Members of the Nevada County Sheriff’s Search & Rescue team ended up rescuing five people from two different groups in the Castle Pass area during the weekend snowstorm.
As they worked to find four lost hikers and then a missing skier through Friday night and into Saturday morning, said volunteer coordinator Del Clement, they had to turn a number of people back who were trying to set out in dangerous conditions.
“It was just too nasty,” Clement said, adding that sheets of ice under the new snow-pack is currently posing a very high avalanche danger.
The team initially was called out at about 11:15 p.m. Friday to rescue four hikers who had become lost trying to get to the Peter Grubb Hut, off the Pacific Crest Trail, Clement said.
“They had called 911 so we had the coordinates of where they had holed up,” he wrote on the team’s Facebook page. “They indicated they had shelter and had a fire going and would stay put. It was snowing heavily at this time, with strong winds. We based our command post at Boreal Ski Area and dispatched the snow cat to see if it could get close to them and bring them back. Due to the terrain and snow conditions, the snow cat could not get close enough for them to hear it.
“We then assembled four snowshoe teams and carried them by snow cat, as close to their location as it could get,” Clement said. “They were finally located about 4 a.m. and brought out, all in good condition.”
On the way up the trail, at about 2 a.m. Saturday, the team ran into a group of three skiers who told them they had been searching for a member of their party, who was lost.
“There was a party of eight, all from the Bay Area, who were going to meet and go up to the Peter Grubb hut,” Clement said.
The missing man — who was traveling with his 30-pound dog — apparently got there early and decided to get a head start. When three members of the party arrived, they reached him by phone and then began the trek to join him, Clement said.
At about 11 p.m., they reached him by phone, and he said he was lost, was going to hunker down till daylight and then find his way out.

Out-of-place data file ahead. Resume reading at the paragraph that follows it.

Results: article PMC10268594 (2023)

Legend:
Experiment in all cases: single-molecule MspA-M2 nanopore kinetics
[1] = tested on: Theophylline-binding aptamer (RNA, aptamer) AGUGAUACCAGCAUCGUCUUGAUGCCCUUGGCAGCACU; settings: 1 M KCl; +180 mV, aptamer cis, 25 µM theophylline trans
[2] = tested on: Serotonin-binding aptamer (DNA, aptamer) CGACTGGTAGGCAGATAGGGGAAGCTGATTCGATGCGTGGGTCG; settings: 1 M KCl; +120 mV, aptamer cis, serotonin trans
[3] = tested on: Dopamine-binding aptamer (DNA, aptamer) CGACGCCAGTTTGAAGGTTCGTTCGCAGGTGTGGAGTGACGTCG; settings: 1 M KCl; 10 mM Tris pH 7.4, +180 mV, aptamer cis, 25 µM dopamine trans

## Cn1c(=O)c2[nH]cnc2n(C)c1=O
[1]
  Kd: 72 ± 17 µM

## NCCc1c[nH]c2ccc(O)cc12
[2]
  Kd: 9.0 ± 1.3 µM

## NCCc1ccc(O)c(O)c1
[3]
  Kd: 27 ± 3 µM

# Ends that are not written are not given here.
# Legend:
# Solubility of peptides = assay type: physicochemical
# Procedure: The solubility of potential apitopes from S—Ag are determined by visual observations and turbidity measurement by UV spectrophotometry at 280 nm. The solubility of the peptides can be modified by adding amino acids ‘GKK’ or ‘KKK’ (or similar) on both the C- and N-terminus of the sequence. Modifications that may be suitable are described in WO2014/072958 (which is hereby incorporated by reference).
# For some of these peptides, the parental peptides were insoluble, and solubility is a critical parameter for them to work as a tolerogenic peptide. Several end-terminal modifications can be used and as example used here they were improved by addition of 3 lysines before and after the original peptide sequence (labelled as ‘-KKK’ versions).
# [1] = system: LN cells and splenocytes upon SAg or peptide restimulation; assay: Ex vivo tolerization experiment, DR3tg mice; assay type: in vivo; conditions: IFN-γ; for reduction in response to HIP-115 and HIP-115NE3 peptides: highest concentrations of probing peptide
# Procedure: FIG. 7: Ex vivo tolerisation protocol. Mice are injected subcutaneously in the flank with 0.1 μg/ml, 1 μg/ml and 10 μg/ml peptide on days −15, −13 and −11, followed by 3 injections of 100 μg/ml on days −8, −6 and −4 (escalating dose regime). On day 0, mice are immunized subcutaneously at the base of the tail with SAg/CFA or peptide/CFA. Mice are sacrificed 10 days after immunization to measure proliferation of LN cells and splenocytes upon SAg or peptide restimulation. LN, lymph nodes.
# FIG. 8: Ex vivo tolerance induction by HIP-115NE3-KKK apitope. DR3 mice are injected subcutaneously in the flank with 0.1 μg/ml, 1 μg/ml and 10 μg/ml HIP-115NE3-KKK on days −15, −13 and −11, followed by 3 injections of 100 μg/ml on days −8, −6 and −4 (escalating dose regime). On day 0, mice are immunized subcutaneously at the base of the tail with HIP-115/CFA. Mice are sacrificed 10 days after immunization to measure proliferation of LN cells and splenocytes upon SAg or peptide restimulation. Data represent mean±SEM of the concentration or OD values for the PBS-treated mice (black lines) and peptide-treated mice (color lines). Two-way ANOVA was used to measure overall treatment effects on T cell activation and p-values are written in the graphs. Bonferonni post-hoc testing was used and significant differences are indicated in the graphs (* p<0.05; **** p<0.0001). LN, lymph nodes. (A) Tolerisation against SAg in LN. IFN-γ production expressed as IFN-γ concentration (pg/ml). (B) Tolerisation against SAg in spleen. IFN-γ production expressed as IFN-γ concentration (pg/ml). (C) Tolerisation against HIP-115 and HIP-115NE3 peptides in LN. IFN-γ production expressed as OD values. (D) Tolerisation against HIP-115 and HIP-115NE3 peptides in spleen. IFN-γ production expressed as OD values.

They had tried to locate him but found the snow conditions quite hazardous and abandoned their effort, Clement said.
When the trio ran into the search and rescue team, they described the missing skier as a “mountaineer” who probably would be fine overnight.
“We felt we couldn’t leave him out there,” Clement said. “We had no idea where he was, so we prepared for a blind search.”
Sometime during the early hours Saturday, the missing skier responded by text to his friends, who encouraged him to call 911 for help.
“When he did, we were able to talk to him and got his coordinates and advised him to stay put until we came for him,” Clement said.
A team of snowshoers and a snowmobile team were dispatched; the snowmobile team got to the Castle Pass area, then snowshoed to the man’s location.
“We finally got to him around 7:30 a.m.,” Clement said, adding that the man and his dog both were in good condition when found.
While all of those rescued had proper clothing, none had maps or GPS with which to navigate, Clement said.
“Don’t go into the backcountry in heavy stormy conditions or late in the day,” he said.
“Never go in alone. Always have a map of the area and have and know how to use a GPS to navigate.”
To contact City Editor Liz Kellar, email firstname.lastname@example.org or call 530-477-4229.